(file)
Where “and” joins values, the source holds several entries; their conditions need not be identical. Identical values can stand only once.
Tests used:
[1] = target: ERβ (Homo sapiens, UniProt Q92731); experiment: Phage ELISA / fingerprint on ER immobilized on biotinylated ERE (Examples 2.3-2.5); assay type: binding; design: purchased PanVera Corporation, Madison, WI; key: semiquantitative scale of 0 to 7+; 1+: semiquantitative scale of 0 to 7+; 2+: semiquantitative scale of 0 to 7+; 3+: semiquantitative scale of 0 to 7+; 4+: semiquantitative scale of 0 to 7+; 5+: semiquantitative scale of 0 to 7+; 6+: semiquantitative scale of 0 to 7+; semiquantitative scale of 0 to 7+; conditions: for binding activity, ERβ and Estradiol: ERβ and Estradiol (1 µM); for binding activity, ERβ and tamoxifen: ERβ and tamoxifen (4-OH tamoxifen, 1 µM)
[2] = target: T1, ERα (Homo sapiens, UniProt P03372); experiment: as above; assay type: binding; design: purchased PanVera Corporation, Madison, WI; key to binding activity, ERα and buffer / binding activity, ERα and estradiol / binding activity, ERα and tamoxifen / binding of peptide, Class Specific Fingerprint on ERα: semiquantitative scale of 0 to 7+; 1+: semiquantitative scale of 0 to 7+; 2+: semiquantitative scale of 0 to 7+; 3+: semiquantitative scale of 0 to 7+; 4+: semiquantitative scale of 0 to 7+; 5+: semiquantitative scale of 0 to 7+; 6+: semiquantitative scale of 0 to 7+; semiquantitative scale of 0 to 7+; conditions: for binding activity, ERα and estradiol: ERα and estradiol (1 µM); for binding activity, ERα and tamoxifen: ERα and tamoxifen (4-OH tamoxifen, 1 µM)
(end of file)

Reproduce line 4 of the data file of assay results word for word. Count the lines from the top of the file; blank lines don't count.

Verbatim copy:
[2] = target: T1, ERα (Homo sapiens, UniProt P03372); experiment: as above; assay type: binding; design: purchased PanVera Corporation, Madison, WI; key to binding activity, ERα and buffer / binding activity, ERα and estradiol / binding activity, ERα and tamoxifen / binding of peptide, Class Specific Fingerprint on ERα: semiquantitative scale of 0 to 7+; 1+: semiquantitative scale of 0 to 7+; 2+: semiquantitative scale of 0 to 7+; 3+: semiquantitative scale of 0 to 7+; 4+: semiquantitative scale of 0 to 7+; 5+: semiquantitative scale of 0 to 7+; 6+: semiquantitative scale of 0 to 7+; semiquantitative scale of 0 to 7+; conditions: for binding activity, ERα and estradiol: ERα and estradiol (1 µM); for binding activity, ERα and tamoxifen: ERα and tamoxifen (4-OH tamoxifen, 1 µM)